Many people assume that the topic of this paper—namely, what the media does to ensure that knowledge is limited in a democracy—is almost an obsolete topic, because with the internet and the proliferation of multiple other sources, it is really no longer the case that we are forced to rely upon a very small and homogenous set of sources. There's no denying that, theoretically at least, we all now have the ability—at least those of us with internet access have the ability—to circumvent the media's control over the information that we receive and to deliberately seek out a much wider range of political perspective. The problem, though, is that the only way that one will do that is if one believes that there is actually a reason to do it. In order to be sufficiently motivated to seek out such information, one must believe that there is certain information that we are either not getting, or are being somehow impeded from accessing; or conversely, that the set of information that we do get from the American media and the dominant corporations that control media discussions provide a basically full and truthful picture of the world. We have a very recent, significant example, where most of us know that, in fact, our political knowledge and political information were extremely limited and distorted and manipulated:the run-up to the Iraq War. It wasn't just that people were mistaken, but rather, that information was controlled—first by the government and then with the aid of the media. That fact has become a fairly mainstream view, because the control and the manipulation were so blatant that even the most mainstream sources were forced to talk about and confront it and acknowledge it.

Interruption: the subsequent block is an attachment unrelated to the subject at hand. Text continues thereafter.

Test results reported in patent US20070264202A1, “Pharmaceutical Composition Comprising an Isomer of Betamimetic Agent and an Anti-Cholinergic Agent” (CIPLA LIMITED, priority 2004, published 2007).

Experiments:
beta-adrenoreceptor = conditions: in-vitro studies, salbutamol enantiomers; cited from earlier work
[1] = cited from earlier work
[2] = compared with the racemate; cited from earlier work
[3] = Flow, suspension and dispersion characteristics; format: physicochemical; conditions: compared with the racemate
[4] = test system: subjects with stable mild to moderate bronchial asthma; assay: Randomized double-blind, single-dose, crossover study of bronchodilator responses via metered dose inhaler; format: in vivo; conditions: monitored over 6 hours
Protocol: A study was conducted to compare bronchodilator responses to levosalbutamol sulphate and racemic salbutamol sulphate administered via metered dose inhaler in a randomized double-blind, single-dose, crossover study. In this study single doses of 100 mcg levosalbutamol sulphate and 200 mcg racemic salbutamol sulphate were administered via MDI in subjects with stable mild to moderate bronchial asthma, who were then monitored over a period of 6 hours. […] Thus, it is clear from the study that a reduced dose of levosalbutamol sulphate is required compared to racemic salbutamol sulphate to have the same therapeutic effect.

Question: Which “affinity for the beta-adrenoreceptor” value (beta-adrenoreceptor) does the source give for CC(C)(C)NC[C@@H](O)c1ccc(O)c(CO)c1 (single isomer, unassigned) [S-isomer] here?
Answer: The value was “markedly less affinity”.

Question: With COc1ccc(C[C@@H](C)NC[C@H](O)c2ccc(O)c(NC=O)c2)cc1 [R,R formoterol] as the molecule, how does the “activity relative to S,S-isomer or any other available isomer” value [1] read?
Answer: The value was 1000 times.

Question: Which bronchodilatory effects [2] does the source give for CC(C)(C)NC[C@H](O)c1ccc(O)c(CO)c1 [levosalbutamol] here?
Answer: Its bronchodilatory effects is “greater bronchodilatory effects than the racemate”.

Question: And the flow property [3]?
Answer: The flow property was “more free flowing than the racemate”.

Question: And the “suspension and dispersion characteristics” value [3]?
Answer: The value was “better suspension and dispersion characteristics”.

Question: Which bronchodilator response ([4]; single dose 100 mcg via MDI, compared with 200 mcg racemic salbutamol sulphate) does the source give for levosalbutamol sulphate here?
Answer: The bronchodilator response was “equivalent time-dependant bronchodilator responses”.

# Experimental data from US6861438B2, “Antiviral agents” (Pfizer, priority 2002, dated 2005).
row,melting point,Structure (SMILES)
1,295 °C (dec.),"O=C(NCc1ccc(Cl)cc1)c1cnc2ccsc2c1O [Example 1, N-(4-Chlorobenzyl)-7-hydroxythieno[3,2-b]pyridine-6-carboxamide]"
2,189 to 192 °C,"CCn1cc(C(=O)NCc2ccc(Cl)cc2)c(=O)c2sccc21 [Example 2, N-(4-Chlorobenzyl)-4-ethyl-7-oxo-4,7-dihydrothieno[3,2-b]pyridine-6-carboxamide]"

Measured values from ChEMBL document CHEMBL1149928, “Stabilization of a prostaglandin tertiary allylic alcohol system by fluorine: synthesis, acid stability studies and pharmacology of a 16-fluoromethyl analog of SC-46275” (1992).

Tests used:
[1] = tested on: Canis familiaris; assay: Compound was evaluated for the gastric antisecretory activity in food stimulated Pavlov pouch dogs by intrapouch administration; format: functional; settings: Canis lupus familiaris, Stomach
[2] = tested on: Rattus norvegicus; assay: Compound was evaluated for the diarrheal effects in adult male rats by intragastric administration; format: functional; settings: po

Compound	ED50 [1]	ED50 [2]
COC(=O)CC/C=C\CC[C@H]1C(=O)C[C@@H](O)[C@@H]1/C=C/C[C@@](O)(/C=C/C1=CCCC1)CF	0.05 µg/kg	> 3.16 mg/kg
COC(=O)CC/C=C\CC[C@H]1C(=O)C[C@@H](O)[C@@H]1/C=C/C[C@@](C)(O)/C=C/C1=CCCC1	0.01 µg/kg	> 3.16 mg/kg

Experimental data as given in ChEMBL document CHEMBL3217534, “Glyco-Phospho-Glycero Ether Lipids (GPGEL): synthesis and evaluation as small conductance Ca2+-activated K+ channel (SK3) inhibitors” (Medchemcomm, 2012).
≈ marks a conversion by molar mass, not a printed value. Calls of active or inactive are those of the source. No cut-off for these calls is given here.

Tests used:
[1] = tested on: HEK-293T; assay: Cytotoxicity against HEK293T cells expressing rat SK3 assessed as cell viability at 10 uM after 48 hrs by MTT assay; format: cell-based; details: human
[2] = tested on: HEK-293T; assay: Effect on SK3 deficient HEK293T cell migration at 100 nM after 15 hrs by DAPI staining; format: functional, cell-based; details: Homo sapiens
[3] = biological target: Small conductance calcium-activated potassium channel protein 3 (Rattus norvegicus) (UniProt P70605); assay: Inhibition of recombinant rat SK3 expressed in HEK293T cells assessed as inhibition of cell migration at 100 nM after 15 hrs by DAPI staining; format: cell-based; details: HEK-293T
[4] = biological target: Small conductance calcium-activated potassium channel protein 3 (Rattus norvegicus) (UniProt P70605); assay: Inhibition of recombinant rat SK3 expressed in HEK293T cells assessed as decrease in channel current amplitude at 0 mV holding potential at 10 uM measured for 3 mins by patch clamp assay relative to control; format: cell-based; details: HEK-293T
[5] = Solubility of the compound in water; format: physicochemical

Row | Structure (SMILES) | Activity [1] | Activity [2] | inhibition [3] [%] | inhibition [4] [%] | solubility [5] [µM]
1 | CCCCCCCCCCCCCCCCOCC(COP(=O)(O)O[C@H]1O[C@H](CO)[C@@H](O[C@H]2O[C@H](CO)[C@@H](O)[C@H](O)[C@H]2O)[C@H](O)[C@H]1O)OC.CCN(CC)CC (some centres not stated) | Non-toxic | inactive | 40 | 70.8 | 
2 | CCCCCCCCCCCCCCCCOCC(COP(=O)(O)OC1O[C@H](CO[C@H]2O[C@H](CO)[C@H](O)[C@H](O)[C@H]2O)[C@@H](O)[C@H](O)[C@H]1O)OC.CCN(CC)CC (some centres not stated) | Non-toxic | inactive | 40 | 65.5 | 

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pp. 827-838
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